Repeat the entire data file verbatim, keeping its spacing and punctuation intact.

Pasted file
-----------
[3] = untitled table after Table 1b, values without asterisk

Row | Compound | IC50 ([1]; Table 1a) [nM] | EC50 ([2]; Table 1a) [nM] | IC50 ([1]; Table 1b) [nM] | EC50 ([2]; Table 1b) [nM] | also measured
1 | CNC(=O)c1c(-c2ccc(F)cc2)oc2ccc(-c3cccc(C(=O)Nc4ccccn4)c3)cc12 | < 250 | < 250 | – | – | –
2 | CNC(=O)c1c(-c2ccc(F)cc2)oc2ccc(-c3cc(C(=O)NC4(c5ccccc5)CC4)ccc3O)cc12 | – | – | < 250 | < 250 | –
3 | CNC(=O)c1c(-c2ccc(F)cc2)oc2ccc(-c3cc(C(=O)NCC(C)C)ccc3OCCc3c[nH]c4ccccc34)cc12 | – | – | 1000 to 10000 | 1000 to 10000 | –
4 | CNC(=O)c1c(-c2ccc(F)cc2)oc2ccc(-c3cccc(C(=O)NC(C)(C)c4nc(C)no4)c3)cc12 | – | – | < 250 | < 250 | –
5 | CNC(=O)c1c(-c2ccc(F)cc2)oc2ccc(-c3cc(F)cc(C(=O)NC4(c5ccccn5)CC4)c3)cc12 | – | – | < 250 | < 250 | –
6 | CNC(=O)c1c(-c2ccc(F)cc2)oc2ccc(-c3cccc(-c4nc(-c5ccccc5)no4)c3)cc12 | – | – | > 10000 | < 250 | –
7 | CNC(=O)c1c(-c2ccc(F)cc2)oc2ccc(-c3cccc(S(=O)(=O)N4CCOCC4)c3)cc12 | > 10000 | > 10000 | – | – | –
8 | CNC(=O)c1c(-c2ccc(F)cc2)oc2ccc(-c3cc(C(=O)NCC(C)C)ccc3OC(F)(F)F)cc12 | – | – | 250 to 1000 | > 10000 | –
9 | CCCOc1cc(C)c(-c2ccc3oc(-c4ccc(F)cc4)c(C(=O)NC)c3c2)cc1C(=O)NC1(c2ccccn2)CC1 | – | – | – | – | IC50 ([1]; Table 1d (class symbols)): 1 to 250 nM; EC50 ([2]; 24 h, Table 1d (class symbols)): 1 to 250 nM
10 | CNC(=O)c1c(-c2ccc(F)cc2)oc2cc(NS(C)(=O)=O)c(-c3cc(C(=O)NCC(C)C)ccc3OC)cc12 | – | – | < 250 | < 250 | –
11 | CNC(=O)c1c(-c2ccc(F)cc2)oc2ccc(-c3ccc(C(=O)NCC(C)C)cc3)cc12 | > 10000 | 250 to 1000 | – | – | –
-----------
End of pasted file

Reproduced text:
[3] = untitled table after Table 1b, values without asterisk

Row | Compound | IC50 ([1]; Table 1a) [nM] | EC50 ([2]; Table 1a) [nM] | IC50 ([1]; Table 1b) [nM] | EC50 ([2]; Table 1b) [nM] | also measured
1 | CNC(=O)c1c(-c2ccc(F)cc2)oc2ccc(-c3cccc(C(=O)Nc4ccccn4)c3)cc12 | < 250 | < 250 | – | – | –
2 | CNC(=O)c1c(-c2ccc(F)cc2)oc2ccc(-c3cc(C(=O)NC4(c5ccccc5)CC4)ccc3O)cc12 | – | – | < 250 | < 250 | –
3 | CNC(=O)c1c(-c2ccc(F)cc2)oc2ccc(-c3cc(C(=O)NCC(C)C)ccc3OCCc3c[nH]c4ccccc34)cc12 | – | – | 1000 to 10000 | 1000 to 10000 | –
4 | CNC(=O)c1c(-c2ccc(F)cc2)oc2ccc(-c3cccc(C(=O)NC(C)(C)c4nc(C)no4)c3)cc12 | – | – | < 250 | < 250 | –
5 | CNC(=O)c1c(-c2ccc(F)cc2)oc2ccc(-c3cc(F)cc(C(=O)NC4(c5ccccn5)CC4)c3)cc12 | – | – | < 250 | < 250 | –
6 | CNC(=O)c1c(-c2ccc(F)cc2)oc2ccc(-c3cccc(-c4nc(-c5ccccc5)no4)c3)cc12 | – | – | > 10000 | < 250 | –
7 | CNC(=O)c1c(-c2ccc(F)cc2)oc2ccc(-c3cccc(S(=O)(=O)N4CCOCC4)c3)cc12 | > 10000 | > 10000 | – | – | –
8 | CNC(=O)c1c(-c2ccc(F)cc2)oc2ccc(-c3cc(C(=O)NCC(C)C)ccc3OC(F)(F)F)cc12 | – | – | 250 to 1000 | > 10000 | –
9 | CCCOc1cc(C)c(-c2ccc3oc(-c4ccc(F)cc4)c(C(=O)NC)c3c2)cc1C(=O)NC1(c2ccccn2)CC1 | – | – | – | – | IC50 ([1]; Table 1d (class symbols)): 1 to 250 nM; EC50 ([2]; 24 h, Table 1d (class symbols)): 1 to 250 nM
10 | CNC(=O)c1c(-c2ccc(F)cc2)oc2cc(NS(C)(=O)=O)c(-c3cc(C(=O)NCC(C)C)ccc3OC)cc12 | – | – | < 250 | < 250 | –
11 | CNC(=O)c1c(-c2ccc(F)cc2)oc2ccc(-c3ccc(C(=O)NCC(C)C)cc3)cc12 | > 10000 | 250 to 1000 | – | – | –